A view of the National Mall. (REUTERS/Carlos Barria)

Imagine you've been roaming the National Mall for hours, when America's front yard can feel like America's front line, and your kids suddenly hit the wall. Not the Vietnam Veterans Memorial wall, but the invisible wall of hunger, the one that leaves young ones crankier than a one-eyed purple Minion hankering for a banana.

Now imagine you don’t have bottled water or Goldfish snacks to calm your savage preteen. Where near the vast Mall would you turn, when even a short walk with a famished child can feel like a Lewis and Clark expedition over the Great Divide? The Mall, after all, is a contradictory landscape: It's packed with food options, most of which reveal nothing about the D.C. scene.

Sure, you could duck into the National Air and Space Museum and quiet those rumbling tummies with a Happy Meal from McDonald's in the Wright Place Food Court. Or you could follow our advice.


Sweet pastries, cakes and cupcakes at WTF. (Dayna Smith for The Washington Post)

Quick bites and sips

Astro Doughnuts and Fried Chicken is great if you just need a sweet to hold you till dinner. Its ingenious creme brulee confection earned the top spot in the Food Section's best doughnut contest in 2013. 1308 G St. NW, 202-809-5565.

Chinatown Coffee Co., where the baristas employ many of the latest brewing gadgets, including a Kyoto cold-drip tower475 H St. NW, 202-320-0405.

L’Enfant Plaza Metro station, where many fine food trucks gather during the weekdays, is the site of some serious street fare. 600 Maryland Ave. SW.

Mitsitam Cafe in the National Museum of the American Indian is hands-down the best of the museum cafeterias, dishing up interesting indigenous foods in a pleasant setting. Fourth Street and Independence Ave. SW.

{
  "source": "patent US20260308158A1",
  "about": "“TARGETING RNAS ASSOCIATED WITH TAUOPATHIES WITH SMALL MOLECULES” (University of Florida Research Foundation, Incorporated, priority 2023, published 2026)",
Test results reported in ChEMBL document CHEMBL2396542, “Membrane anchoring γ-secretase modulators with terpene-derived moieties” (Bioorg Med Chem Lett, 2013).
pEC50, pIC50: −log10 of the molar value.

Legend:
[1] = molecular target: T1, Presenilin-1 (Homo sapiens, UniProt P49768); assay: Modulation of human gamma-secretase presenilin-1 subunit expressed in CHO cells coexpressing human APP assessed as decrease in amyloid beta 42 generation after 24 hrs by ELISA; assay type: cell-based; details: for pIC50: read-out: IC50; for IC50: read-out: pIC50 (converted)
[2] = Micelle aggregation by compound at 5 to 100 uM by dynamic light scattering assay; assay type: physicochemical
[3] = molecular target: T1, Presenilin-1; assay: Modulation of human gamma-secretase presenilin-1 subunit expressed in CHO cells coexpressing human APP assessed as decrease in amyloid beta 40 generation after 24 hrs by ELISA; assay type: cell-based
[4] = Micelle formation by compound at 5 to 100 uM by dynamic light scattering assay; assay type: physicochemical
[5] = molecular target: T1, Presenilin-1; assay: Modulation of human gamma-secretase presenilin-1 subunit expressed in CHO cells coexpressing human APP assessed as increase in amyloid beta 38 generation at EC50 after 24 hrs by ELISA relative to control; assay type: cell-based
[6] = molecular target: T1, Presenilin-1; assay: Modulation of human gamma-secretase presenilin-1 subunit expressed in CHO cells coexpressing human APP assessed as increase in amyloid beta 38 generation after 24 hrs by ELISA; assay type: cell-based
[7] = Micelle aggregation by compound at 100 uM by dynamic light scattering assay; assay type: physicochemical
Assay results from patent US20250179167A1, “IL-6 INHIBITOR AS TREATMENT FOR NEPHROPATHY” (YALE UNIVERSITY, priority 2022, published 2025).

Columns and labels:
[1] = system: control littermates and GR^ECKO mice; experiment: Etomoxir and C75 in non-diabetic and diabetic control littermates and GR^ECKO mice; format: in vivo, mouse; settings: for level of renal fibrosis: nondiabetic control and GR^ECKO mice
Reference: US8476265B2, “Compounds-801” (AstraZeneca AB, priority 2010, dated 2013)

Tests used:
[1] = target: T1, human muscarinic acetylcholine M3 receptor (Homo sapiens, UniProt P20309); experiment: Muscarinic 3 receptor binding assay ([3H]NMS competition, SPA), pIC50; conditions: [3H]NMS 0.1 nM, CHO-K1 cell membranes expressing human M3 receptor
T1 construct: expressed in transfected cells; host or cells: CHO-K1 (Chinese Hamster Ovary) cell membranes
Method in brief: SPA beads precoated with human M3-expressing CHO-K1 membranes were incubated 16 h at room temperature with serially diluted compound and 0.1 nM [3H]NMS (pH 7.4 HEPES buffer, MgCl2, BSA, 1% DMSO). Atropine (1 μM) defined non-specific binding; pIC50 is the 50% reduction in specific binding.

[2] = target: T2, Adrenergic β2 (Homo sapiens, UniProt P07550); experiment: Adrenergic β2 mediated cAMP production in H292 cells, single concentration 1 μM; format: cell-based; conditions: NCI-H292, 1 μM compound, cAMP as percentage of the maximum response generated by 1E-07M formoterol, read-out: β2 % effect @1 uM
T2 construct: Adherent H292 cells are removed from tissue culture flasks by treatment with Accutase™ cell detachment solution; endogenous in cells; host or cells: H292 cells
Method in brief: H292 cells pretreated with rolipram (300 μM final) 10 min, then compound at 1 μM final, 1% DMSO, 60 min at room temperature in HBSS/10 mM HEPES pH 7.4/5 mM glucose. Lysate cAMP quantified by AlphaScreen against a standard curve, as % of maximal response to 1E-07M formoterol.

National Place food court has lots of seating, with fare from local burger and fries favorite Five Guys and Korean taco joint TaKorean. 1331 Pennsylvania Ave. NW.

Teaism is great for a quick, healthful meal or pot of tea, plus kids love the koi pond in the eatery's lower level. 400 Eighth St. NW, 202-638-6010.

Pitango sells excellent gelato far better than the packaged treats hawked from carts around the museums. 413 Seventh St. NW, 202-885-9607.

Red Apron has some first-rate sandwiches that will keep you satiated for hours. 709 D St. NW, 202 524 5244.

WTF (stands for Woodward Takeout Food, thank you very much), where you can dig into the freshly made flatbreads, sandwiches (including grilled cheese for the wee ones) and desserts, all overseen by Jeffrey Buben, one of the most demanding and discerning chefs in the District. 1426 H St. NW, 202-347-5355.


The meaty Partisan is an easy walk away from the Mall. (Greg Powers for The Washington Post)

With more time and money

Fiola is where chef Fabio Trabocchi continues to refine the plates and presentations in a sleek, fashion-forward trattoria601 Pennsylvania Ave. NW, 202-628-2888.

Rasika is the first four-star Indian restaurant in Washington and the crown jewel of restaurateur Ashok Bajaj's mini-empire. 633 D St. NW, 202-637-1222.

China Chilcano is chef-and-restaurateur José Andrés's ambitious take on Peruvian, Chinese and Japanese fusion fare. 418 Seventh St. NW, 202-783-0941.

Oyamel, a Mexican Andrés property that prepares tight, ingredient-focused small plates, can be ideal for curious palates with more fixed budgets. 401 Seventh St. NW, 202-628-1005.

The Partisan, Red Apron's sister restaurant, serves meats of various ages and heat treatments, from the raw to the dry-cured and everything in between. 709 D St. NW, 202-524-5322.

Old Ebbitt Grill, speaking of history, is a saloon and oyster slurptopia that can trace its origins to 1856. 675 15th St. NW, 202-347-4800.

The Source looks and tastes better than ever, thanks to a makeover of the dining room and chef Scott Drewno's modern Chinese menu575 Pennsylvania Ave. NW, 202-637-6100.

[This story was originally published Sept. 16, 2015, and has been updated. Becky Krystal contributed to this report.] 

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